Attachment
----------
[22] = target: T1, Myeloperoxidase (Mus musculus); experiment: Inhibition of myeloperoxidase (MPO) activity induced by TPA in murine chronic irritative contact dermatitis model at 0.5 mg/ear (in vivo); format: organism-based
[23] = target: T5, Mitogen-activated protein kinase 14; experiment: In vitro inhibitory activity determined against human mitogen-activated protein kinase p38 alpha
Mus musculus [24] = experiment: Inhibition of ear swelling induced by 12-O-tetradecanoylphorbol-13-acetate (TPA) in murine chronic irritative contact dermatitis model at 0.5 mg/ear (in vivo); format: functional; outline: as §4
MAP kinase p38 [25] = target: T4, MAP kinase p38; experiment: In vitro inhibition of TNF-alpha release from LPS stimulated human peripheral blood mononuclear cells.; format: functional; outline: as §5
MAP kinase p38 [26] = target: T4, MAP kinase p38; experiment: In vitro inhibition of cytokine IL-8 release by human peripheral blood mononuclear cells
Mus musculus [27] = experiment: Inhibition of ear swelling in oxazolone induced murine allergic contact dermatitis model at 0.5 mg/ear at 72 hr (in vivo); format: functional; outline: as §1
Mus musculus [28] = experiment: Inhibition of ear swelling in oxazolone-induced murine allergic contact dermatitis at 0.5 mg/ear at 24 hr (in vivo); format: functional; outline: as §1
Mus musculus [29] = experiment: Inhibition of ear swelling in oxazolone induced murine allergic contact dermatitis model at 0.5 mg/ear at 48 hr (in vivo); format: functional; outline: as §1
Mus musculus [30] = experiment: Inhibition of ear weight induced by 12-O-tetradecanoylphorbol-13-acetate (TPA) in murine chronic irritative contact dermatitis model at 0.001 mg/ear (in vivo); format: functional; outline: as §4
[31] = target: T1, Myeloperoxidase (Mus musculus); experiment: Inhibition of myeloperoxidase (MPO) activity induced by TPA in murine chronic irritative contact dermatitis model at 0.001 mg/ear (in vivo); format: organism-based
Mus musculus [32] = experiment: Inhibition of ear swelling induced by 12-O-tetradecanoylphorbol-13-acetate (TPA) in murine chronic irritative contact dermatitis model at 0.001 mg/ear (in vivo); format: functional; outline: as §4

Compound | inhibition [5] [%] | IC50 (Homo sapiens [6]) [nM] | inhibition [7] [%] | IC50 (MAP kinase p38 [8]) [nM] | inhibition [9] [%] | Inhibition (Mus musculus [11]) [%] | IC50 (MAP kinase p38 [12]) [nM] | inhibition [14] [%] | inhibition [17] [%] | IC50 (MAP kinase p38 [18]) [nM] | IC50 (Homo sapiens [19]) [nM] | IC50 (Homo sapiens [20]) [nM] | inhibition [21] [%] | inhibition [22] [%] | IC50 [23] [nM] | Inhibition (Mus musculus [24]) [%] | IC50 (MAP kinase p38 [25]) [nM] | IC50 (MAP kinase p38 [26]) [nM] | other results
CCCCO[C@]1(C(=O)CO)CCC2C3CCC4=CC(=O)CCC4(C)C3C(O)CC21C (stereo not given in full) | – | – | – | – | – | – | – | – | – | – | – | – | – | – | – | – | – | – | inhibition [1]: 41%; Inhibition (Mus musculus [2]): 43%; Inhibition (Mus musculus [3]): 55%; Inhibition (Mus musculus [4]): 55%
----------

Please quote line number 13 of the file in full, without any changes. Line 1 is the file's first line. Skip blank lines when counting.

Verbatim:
CCCCO[C@]1(C(=O)CO)CCC2C3CCC4=CC(=O)CCC4(C)C3C(O)CC21C (stereo not given in full) | – | – | – | – | – | – | – | – | – | – | – | – | – | – | – | – | – | – | inhibition [1]: 41%; Inhibition (Mus musculus [2]): 43%; Inhibition (Mus musculus [3]): 55%; Inhibition (Mus musculus [4]): 55%